These works were specifically commended to Burne-Jones by his mentor and friend, the great art historian John Ruskin. It is easy to see how Edward Burne-Jones came to hold beauty as a value worthy of the highest esteem. (For more on these great painters, I recommend the Web Gallery of Art.)
I’ve already done one post on the life and work of Edward Burne-Jones. There is more to come – and more about other riches contained within the pages of The Last Pre-Raphaelite.
As a result of this recent reading, my fascination with Victorian Britain has been reawakened. I’ve written before of the pleasure I derived from listening to The Teaching Company’s course by that name, as presented by Professor Patrick Allitt. In the past, I’ve borrowed this item from the library. Now, however, I have purchased these fine lectures and the richly informative material that comes with them. Once again I am immersed in all things Victorian, starting with the Queen herself!
That felicitous locution is taken from the title of an article that appeared in the Review Section of the May 19/20 Wall Street Journal Weekend Edition. It’s part of a series called ‘Five Best: A Personal Choice.’ In this particular series entry, author Paul French (Midnight in Peking) suggests five titles: White Mischief by James Fox (1982), The Painted Veil by W. Somerset Maugham (1925), The Comedians by Graham Greene (1966), Miss Jill by Emily Hahn (1947), and The Green Hat by Michael Arlen (1924). .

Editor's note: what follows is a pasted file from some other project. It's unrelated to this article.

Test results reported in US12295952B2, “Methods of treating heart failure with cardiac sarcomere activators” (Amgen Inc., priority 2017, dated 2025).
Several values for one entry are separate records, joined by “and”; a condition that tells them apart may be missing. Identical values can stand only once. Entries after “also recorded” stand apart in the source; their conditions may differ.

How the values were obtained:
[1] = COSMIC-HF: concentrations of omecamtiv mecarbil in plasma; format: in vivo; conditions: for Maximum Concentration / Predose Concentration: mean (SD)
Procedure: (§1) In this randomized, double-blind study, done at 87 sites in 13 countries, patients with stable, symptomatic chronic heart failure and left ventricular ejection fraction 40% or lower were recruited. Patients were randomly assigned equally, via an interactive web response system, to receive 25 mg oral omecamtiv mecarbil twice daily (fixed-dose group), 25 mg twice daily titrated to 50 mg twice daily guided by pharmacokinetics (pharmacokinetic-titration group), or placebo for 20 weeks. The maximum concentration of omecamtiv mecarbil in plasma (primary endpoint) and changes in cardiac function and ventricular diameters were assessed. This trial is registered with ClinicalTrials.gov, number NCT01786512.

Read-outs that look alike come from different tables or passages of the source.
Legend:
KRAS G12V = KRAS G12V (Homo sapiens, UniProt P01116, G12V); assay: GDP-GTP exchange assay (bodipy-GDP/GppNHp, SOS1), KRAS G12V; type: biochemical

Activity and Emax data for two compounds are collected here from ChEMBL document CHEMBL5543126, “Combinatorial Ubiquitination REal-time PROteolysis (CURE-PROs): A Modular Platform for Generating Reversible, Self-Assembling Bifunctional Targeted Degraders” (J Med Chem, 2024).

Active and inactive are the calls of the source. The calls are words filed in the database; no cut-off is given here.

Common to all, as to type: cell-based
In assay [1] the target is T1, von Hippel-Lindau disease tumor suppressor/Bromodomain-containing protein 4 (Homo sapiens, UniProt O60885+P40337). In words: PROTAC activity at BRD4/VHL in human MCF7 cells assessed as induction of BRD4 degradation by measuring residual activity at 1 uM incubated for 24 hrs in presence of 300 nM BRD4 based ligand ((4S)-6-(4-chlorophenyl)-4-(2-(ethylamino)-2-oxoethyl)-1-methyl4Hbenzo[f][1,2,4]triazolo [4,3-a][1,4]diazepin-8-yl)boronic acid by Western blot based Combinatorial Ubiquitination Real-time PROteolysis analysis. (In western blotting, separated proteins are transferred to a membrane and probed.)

This is but one example of the “Five Best’ series that appears in the Wall Street Journal each weekend. I first became aware of this feature when I picked up WSJ’s Weekend Edition while I was in New York this past March. That particular issue of the paper had a ‘Five Best’ list of psychological mysteries compiled by Jane Harris. It contained, among other titles, Barbara Vine’s A Fatal Inversion. This was a book I’d long intended to read. Harris’s commendation made me determined to do so, and sooner rather than later. The determination necessary in this case involved first and foremost getting my hands on the book. A Fatal Inversion was not owned by the local library; neither is it currently in print in this country. (It is listed as being in print, published by Penguin, at Amazon.co.uk.)\
A similar situation obtains with Paul French’s list. Of the five titles he cites, only The Painted Veil is both owned by the library and currently in print. (I was naturally delighted by the inclusion of this novel. Since reading – nay, devouring! – Selina Hastings’s superb biography, I’ve derived much pleasure from rediscovering the works of Somerset Maugham. The Painted Veil is a terrific read and a great book club choice.) Penguin Classics, bless them, still has The Comedians on offer.
Among the special pleasures of these lists are the quirkiness of the topic choices and the length and liveliness of the annotations. The best way that I know of for summoning up a good number of them is by using the search term ‘WSJ five best books.’ The chief difficulty is that you’ll be greeted by a raft of titles so intriguing and so persuasively presented that you’ll want to read them immediately, if not sooner. At least, that’s what happened to me. But then, it would, wouldn’t it?
Crime Writing Month is a promotional initiative from the The Crime Writers’ Association, (The CWA presides over the prestigious Dagger Awards.) A site entitled Celebrating Reginald Hill is one of the many activities feeding into the CWA’s initiative. I was asked to contribute to this site.